DSSAB passes budget, issues warning to province

The Rainy River District Social Services Administration Board passed its 2005 budget last week, including a 10.38 percent municipal levy increase largely due to a funding shortage for the board’s land ambulance service.
“The DSSAB budget increases are primarily the result of uncontrollable increases in the costs to deliver land ambulance service,” said CAO Donna Dittaro.
As a result, the board passed two resolutions at a meeting here last Thursday night effectively putting the province on notice.
The first resolution petitioned Premier Dalton McGuinty and Health and Long-Term Care minister George Smitherman “to return the delivery of land ambulance services to the province at the earliest possible date.”
The second called on the premier and minister “to acknowledge the financial crisis created by the provincial government in the District of Rainy River, and to fulfill the provincial obligation of full 50 percent cost-sharing.
“And further be it resolved that should the province fail to provide funding to sustain the existing levels of service by May 31, 2005, the RRDSSAB will be forced to take steps, effective June 30, 2005, to reduce land ambulance service to affordable levels, effective Jan. 1, 2006.”
The DSSAB cited rapidly-increasing costs to deliver the service and the ministry’s failure provide adequate funding as reasons for the two resolutions.
“The views and impacts on small northern service managers are not always shared or the same as our larger counterparts,” it noted.
“The funding of land ambulance services across the province is becoming increasingly inequitable, as we compare service for small, rural service managers, particularly those in Northern Ontario, to our larger counterparts.”
The board also noted the ministry only is paying about 30 percent of the cost of the service, “and is contributing less each subsequent year,” when it had agreed in 2001 that the cost would be split 50/50.
In fact, the costs for the service have more than doubled in Rainy River District since that year.
For example, paramedic wages will have increased about 32 percent over the last four years—from $20.20 per hour in 2001 to an expected $27 per hour in 2005.
This increase has occurred since the service was transferred from the province to municipalities, but the province does not cover wage increases over one percent.
“These eight percent annual increases are currently being funded at the expense of the municipal taxpayers,” Dittaro said.
“At the present time, the province owes the RRDSSAB approximately $730,000 to cover their share of total ambulance costs,” she added. “Of that amount, approximately $645,000 is directly attributed to arbitrated wage settlements for paramedics in the district.”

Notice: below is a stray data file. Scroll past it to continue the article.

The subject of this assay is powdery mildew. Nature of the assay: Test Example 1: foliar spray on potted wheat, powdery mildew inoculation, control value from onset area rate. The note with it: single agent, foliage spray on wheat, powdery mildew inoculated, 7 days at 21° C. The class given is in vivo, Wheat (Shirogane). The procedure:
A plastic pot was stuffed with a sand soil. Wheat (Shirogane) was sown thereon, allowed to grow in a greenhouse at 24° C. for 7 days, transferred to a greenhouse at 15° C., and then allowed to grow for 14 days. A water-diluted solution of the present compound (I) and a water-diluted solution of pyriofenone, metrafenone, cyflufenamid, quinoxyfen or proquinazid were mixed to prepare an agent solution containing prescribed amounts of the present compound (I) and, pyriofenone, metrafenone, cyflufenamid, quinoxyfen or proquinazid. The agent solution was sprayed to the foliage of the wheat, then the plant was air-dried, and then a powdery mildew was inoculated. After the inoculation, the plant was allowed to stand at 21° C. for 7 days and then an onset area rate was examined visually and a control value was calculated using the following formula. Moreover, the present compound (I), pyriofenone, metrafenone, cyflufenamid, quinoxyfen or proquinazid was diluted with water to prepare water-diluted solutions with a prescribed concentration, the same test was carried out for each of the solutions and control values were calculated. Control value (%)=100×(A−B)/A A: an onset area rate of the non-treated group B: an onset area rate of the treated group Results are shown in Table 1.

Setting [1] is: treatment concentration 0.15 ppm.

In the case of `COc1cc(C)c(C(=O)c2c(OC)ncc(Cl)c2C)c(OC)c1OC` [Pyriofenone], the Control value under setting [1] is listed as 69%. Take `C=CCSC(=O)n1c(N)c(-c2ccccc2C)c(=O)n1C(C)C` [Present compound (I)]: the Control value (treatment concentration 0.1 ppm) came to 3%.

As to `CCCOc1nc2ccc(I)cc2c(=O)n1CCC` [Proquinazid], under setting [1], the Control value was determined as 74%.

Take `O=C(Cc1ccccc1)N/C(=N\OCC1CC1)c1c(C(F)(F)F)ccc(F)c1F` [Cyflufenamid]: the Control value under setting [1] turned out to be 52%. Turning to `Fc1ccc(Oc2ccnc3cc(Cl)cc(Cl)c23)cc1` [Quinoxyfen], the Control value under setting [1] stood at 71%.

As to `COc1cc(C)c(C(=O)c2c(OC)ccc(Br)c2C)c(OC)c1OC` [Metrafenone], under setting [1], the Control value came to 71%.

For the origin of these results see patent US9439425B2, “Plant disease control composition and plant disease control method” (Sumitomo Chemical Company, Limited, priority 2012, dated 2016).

As reported last week, the Ministry of Health and Long-Term Care released it funding for land ambulance service to DSSABs across the province earlier this month.
The local DSSAB received $52,228—less than one-10th of the $537,000 it had requested for the replacement of ambulances, stretchers, and other necessities.
The board noted the ministry also has failed to contribute to the rising operating costs of land ambulance such as fuel or utilities.
“Loss of services, reductions in staff, and a decrease in the quality of services may be the result of unfunded costs,” the board warned in a press release issued Friday.
“Larger centres can obviously absorb these increases at a much lower cost, given their larger tax bases,” it added. “The impact in the Rainy River District is much greater.”
“The issue is not just about money,” said Emo Reeve Russ Fortier, who chairs the DSSAB. “Every dollar not funded may result in a cut to service either within land ambulance or a service within a municipality.”
The DSSAB continues to lobby the province to resolve the issue.
“The DSSAB has not left any stone unturned,” Reeve Fortier stressed. “We have cut our administration and reduced in every way we possibly can. The solution is simple—it’s time for the province to pay their share.”
Dittaro noted the 10.38 percent increase in the municipal levy for 2005 also contains a carry-over from the 2004 budget.
“The actual increase for 2005 was 2.37 percent, however, there was a carryover of [about eight percent] from 2004 which had been offset by $409,250 in DSSAB surplus funds last year,” she said.
“Unfortunately, this year, the total cost must be recovered directly from the municipalities,” Dittaro added.
While this is a common occurrence among Ontario DSSABs, 2004 was the first year the local board was able to offer this break to municipalities, she noted.